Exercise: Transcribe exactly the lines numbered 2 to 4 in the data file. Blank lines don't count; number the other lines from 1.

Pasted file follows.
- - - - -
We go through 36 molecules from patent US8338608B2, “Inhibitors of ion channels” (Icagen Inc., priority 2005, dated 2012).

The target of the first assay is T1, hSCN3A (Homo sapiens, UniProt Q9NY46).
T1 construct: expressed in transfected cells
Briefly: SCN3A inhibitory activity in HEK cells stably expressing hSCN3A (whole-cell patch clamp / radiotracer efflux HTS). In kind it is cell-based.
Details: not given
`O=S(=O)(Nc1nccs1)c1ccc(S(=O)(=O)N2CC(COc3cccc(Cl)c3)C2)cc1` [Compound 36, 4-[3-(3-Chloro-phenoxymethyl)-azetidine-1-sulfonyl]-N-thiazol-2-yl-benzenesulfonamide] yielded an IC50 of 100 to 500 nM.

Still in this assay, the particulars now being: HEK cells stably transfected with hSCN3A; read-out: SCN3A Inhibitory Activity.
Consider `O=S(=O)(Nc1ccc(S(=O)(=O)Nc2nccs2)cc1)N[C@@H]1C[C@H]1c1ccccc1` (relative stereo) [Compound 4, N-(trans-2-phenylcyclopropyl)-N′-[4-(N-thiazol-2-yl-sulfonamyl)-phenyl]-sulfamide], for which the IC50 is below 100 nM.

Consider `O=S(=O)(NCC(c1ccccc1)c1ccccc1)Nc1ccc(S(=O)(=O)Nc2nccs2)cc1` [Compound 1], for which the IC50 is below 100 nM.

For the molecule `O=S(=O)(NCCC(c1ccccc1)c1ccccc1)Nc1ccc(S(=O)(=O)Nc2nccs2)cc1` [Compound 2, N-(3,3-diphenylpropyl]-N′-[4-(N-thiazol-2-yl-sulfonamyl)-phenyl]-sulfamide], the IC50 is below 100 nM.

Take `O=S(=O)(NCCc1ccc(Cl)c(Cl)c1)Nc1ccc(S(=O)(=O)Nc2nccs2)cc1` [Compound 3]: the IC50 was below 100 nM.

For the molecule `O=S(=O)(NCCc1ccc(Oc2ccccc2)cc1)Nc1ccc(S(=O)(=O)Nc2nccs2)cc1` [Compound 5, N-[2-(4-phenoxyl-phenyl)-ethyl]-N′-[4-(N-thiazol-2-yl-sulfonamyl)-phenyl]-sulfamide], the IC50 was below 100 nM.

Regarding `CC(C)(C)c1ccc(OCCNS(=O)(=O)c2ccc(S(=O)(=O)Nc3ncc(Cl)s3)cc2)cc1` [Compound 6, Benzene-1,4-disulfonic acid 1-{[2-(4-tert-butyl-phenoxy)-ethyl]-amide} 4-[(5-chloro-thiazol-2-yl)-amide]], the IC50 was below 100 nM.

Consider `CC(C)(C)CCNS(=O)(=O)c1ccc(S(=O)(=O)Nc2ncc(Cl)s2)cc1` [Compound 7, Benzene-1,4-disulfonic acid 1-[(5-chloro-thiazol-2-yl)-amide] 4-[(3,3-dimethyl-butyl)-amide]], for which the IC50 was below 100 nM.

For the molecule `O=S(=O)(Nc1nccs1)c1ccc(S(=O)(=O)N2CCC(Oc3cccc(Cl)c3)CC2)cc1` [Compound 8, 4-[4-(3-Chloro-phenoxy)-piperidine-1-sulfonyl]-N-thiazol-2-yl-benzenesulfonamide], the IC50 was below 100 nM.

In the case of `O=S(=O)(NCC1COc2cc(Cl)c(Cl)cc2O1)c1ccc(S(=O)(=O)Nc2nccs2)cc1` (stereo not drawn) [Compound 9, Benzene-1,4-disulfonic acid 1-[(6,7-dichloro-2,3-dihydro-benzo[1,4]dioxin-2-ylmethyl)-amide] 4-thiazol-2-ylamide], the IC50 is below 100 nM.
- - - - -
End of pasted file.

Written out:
The target of the first assay is T1, hSCN3A (Homo sapiens, UniProt Q9NY46).
T1 construct: expressed in transfected cells
Briefly: SCN3A inhibitory activity in HEK cells stably expressing hSCN3A (whole-cell patch clamp / radiotracer efflux HTS). In kind it is cell-based.